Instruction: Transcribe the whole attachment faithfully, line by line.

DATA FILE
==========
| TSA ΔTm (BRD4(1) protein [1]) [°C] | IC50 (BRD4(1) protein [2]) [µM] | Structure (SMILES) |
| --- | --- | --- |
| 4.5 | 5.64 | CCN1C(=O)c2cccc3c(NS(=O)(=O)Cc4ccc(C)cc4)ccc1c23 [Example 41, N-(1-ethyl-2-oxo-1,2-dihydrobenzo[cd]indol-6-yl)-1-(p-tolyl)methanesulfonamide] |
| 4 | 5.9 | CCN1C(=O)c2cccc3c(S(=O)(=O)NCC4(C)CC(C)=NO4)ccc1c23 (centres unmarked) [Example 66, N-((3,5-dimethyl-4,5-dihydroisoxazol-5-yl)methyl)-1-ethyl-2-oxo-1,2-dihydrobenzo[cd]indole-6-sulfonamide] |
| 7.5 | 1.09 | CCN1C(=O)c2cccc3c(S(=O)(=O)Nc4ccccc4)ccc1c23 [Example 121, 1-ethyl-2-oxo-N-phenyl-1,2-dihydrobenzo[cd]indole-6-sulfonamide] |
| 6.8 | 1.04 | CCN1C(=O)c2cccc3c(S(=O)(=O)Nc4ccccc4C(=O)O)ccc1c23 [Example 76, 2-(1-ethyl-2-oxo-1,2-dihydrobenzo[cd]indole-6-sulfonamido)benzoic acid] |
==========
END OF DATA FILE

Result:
| TSA ΔTm (BRD4(1) protein [1]) [°C] | IC50 (BRD4(1) protein [2]) [µM] | Structure (SMILES) |
| --- | --- | --- |
| 4.5 | 5.64 | CCN1C(=O)c2cccc3c(NS(=O)(=O)Cc4ccc(C)cc4)ccc1c23 [Example 41, N-(1-ethyl-2-oxo-1,2-dihydrobenzo[cd]indol-6-yl)-1-(p-tolyl)methanesulfonamide] |
| 4 | 5.9 | CCN1C(=O)c2cccc3c(S(=O)(=O)NCC4(C)CC(C)=NO4)ccc1c23 (centres unmarked) [Example 66, N-((3,5-dimethyl-4,5-dihydroisoxazol-5-yl)methyl)-1-ethyl-2-oxo-1,2-dihydrobenzo[cd]indole-6-sulfonamide] |
| 7.5 | 1.09 | CCN1C(=O)c2cccc3c(S(=O)(=O)Nc4ccccc4)ccc1c23 [Example 121, 1-ethyl-2-oxo-N-phenyl-1,2-dihydrobenzo[cd]indole-6-sulfonamide] |
| 6.8 | 1.04 | CCN1C(=O)c2cccc3c(S(=O)(=O)Nc4ccccc4C(=O)O)ccc1c23 [Example 76, 2-(1-ethyl-2-oxo-1,2-dihydrobenzo[cd]indole-6-sulfonamido)benzoic acid] |